The Kumbh Mela — the largest congregation in the world — sees world gathering of saints, pilgrims, devotees to take holy dips in the sacred confluence of the Ganga, the Yamuna, and the mystical Saraswati. Bathing in these rivers is thought to cleanse and purify ones’ soul of all sins. Recognized by UNESCO as India’s ‘Intangible Cultural Heritage of Humanity’, Kumbh Mela never ceases to amaze and its amazement is always felt in the grandeur of it being the largest religious-cultural festival in the world.
Every little thing we do, say or think, every thought we brood over, every emotion we harbour adds to the weight. You may not be able to entirely empty your boat, but don’t keep it overloaded either. Heavy objects sink faster!
On our way to Char Dham, we went to Samdruptse, near Namchi. Samdruptse is situated at around 75 km from Gangtok. Samdruptse literally means ‘wish fulfilling hill’ in the Bhutia language. It is also said that the Samdruptse hill is actually a Dormant Volcano. Painted in shimmering copper, pink and bronze, the awe-inspiring and gigantic 45 metre-high statue of Guru Padmasambhava, a.k.a. Guru Rinpoche, lords over the forested Samdruptse ridge and is visible for miles around.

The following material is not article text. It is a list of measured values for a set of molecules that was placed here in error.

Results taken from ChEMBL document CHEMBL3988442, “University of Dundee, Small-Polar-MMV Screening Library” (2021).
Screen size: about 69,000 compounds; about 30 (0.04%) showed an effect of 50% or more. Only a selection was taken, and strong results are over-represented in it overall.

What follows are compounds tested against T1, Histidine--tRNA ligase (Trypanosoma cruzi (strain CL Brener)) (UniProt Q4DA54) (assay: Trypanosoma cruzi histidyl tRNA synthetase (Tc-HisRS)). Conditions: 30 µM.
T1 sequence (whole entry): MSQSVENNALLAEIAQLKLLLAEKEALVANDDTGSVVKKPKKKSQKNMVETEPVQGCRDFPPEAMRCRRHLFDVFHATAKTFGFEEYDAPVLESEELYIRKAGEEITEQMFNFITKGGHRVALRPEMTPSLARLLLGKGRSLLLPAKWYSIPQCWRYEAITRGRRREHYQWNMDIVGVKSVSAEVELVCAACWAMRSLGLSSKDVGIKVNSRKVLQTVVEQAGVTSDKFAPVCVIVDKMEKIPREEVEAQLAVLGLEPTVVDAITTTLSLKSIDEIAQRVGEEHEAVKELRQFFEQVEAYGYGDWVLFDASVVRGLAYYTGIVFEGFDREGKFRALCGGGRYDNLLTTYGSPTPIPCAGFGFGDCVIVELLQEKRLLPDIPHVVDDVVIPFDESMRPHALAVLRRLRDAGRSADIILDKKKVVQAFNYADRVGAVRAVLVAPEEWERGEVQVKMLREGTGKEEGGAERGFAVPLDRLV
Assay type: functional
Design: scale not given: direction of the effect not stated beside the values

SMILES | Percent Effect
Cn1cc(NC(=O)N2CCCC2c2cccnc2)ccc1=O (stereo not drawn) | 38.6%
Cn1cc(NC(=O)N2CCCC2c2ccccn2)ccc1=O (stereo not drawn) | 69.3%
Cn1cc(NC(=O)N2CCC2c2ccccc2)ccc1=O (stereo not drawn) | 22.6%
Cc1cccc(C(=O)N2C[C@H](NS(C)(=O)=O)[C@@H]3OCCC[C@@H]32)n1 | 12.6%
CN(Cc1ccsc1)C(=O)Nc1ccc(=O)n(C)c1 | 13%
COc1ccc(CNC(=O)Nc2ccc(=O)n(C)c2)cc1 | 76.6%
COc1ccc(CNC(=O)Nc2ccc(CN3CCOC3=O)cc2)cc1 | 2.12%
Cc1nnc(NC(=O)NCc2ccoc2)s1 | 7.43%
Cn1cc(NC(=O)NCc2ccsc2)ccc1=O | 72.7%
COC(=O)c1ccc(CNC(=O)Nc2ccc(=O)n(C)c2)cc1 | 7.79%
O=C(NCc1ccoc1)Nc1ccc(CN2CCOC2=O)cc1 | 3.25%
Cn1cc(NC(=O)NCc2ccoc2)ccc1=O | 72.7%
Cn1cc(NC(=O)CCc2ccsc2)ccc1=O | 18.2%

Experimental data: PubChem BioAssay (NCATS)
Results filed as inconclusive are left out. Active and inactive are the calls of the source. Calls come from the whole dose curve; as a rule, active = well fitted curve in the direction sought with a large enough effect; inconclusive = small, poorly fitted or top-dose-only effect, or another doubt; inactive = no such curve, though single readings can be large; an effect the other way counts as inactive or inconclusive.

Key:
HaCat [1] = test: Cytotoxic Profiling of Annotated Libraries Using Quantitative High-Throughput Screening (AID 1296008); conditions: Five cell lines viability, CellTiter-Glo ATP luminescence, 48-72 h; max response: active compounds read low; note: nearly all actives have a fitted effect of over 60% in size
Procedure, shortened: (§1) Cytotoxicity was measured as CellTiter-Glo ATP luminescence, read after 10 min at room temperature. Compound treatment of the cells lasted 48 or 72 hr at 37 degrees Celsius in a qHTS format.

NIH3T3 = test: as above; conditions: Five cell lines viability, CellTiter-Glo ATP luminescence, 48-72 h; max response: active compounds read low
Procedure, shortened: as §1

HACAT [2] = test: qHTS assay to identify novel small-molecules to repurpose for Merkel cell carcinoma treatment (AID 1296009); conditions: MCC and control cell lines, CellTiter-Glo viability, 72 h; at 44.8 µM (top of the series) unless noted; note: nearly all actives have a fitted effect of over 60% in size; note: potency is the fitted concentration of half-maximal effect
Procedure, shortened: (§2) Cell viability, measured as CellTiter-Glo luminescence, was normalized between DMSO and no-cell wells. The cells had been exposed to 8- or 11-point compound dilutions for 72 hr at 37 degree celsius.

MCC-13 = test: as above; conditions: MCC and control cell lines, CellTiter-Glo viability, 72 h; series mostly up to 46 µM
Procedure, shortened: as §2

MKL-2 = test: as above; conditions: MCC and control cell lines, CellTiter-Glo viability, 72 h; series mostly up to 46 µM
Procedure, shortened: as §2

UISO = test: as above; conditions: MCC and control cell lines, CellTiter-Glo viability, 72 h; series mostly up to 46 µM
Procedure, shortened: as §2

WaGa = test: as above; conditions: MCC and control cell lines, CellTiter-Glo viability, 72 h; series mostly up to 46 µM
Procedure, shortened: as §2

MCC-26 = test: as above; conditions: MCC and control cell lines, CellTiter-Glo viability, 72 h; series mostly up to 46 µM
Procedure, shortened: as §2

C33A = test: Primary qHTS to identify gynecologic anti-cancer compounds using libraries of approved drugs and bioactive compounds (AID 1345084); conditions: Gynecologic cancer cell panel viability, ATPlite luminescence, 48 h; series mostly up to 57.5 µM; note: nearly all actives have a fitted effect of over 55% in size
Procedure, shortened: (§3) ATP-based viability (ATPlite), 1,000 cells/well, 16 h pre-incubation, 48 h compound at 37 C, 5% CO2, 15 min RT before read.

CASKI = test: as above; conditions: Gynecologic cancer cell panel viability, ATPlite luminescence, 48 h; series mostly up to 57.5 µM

Kumbh derives its name from the immortal Pot of Nectar, which the Demigods (Devtas) and Demons (Asuras) fought over, described in ancient Vedic scriptures known as the Puranas. It is these Vedic literatures that have stood the test of time, out of which the tradition has evolved into the one that the world now knows as The Kumbh Mela or The Kumbha Mela. The festival is one of the largest peaceful gatherings in the world, and considered as the “world’s largest congregation of religious pilgrims”.
Swami Vivekananda (popularly known as Swamiji), a great Hindu monk delivered his famous lecture on September 11, 1893 during the Parliament of World’s Religions, Chicago, USA held from September 11 to 27, 1893.